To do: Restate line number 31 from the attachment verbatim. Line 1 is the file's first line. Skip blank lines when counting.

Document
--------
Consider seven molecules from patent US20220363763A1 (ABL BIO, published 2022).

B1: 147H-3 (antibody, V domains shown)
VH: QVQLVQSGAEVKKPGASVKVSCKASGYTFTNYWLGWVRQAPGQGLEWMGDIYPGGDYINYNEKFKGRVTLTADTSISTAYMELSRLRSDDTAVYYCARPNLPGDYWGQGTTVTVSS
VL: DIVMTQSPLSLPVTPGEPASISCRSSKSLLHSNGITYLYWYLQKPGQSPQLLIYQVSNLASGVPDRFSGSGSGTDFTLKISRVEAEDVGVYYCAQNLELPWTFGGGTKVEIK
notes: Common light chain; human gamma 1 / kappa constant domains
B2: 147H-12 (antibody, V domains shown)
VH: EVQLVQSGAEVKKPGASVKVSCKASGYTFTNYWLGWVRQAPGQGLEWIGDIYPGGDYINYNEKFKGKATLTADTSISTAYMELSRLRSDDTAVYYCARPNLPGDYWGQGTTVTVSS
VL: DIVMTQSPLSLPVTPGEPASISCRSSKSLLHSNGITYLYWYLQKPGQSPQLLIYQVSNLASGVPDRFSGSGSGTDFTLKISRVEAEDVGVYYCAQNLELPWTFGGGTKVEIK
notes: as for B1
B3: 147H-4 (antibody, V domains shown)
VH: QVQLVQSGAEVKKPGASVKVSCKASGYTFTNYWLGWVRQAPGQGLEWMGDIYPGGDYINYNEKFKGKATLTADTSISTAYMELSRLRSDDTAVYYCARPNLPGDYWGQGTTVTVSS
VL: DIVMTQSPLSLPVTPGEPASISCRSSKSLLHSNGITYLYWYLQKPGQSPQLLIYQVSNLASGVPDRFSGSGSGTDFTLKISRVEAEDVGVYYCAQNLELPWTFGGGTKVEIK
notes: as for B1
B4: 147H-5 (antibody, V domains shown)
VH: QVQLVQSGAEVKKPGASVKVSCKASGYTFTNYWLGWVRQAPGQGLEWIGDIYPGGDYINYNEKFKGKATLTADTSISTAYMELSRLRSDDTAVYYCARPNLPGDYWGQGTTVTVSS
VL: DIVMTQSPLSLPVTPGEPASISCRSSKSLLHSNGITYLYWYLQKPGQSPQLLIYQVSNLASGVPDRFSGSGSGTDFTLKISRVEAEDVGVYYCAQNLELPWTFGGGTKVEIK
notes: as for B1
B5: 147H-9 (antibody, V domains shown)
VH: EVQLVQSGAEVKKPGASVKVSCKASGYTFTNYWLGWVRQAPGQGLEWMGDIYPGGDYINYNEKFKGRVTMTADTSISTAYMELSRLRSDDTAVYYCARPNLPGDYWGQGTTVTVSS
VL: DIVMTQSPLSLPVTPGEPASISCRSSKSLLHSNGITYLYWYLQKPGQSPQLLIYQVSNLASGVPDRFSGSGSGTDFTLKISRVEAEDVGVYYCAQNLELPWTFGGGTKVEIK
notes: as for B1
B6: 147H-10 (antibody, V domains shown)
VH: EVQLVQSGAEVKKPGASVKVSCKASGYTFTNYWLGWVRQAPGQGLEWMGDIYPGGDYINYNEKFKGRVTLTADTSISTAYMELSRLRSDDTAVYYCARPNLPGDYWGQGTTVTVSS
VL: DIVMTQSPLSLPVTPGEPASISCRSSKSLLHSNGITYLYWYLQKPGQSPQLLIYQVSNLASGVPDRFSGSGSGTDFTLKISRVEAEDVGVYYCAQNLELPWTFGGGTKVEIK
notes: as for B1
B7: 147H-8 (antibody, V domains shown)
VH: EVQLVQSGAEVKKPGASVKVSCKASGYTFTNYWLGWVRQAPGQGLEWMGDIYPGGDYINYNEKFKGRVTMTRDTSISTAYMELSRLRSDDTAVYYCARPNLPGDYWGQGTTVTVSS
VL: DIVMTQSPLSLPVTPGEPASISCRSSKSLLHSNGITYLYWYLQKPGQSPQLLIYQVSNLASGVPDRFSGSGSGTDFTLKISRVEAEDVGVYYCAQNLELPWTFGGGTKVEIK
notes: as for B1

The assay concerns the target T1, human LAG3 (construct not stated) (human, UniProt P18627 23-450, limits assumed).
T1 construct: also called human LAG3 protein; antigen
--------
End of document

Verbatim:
T1 construct: also called human LAG3 protein; antigen